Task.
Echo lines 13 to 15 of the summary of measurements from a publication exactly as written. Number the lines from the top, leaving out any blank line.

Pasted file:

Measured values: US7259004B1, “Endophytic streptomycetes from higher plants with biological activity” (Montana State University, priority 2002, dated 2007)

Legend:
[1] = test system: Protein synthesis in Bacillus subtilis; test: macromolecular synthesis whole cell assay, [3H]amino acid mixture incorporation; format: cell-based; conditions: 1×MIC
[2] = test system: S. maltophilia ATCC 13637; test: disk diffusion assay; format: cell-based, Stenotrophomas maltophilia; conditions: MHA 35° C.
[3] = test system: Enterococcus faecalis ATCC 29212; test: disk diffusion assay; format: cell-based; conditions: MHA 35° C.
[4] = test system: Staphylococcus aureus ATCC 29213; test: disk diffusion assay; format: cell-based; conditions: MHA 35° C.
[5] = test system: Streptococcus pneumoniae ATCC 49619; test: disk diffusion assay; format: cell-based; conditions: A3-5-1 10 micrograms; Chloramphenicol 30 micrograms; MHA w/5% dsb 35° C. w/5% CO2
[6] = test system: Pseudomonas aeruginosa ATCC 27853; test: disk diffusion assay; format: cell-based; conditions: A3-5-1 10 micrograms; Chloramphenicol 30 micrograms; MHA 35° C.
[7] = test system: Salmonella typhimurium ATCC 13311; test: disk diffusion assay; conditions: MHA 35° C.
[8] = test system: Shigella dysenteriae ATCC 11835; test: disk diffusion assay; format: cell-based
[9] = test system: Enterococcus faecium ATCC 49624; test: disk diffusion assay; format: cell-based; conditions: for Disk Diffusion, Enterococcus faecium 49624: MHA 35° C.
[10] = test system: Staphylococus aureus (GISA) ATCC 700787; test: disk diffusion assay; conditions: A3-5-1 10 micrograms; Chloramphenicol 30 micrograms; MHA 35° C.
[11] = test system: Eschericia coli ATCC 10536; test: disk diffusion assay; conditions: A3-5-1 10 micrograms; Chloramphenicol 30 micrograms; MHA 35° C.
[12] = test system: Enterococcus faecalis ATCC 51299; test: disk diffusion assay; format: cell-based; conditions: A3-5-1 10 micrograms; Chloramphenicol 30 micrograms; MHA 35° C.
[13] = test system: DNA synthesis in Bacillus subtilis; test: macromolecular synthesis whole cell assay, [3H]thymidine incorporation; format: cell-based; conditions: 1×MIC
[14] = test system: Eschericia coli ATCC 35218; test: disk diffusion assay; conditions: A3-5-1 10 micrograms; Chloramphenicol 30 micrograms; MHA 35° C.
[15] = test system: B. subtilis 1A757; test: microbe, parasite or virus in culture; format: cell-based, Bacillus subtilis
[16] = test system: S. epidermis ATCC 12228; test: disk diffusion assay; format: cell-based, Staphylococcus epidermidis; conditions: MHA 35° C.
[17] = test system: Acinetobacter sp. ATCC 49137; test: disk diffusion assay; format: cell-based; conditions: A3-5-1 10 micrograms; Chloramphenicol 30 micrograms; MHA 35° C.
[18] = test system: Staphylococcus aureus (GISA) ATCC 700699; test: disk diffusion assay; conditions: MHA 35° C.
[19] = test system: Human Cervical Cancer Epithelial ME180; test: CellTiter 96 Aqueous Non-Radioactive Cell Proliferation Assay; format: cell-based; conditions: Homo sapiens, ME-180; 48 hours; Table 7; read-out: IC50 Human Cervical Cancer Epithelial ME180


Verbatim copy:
[11] = test system: Eschericia coli ATCC 10536; test: disk diffusion assay; conditions: A3-5-1 10 micrograms; Chloramphenicol 30 micrograms; MHA 35° C.
[12] = test system: Enterococcus faecalis ATCC 51299; test: disk diffusion assay; format: cell-based; conditions: A3-5-1 10 micrograms; Chloramphenicol 30 micrograms; MHA 35° C.
[13] = test system: DNA synthesis in Bacillus subtilis; test: macromolecular synthesis whole cell assay, [3H]thymidine incorporation; format: cell-based; conditions: 1×MIC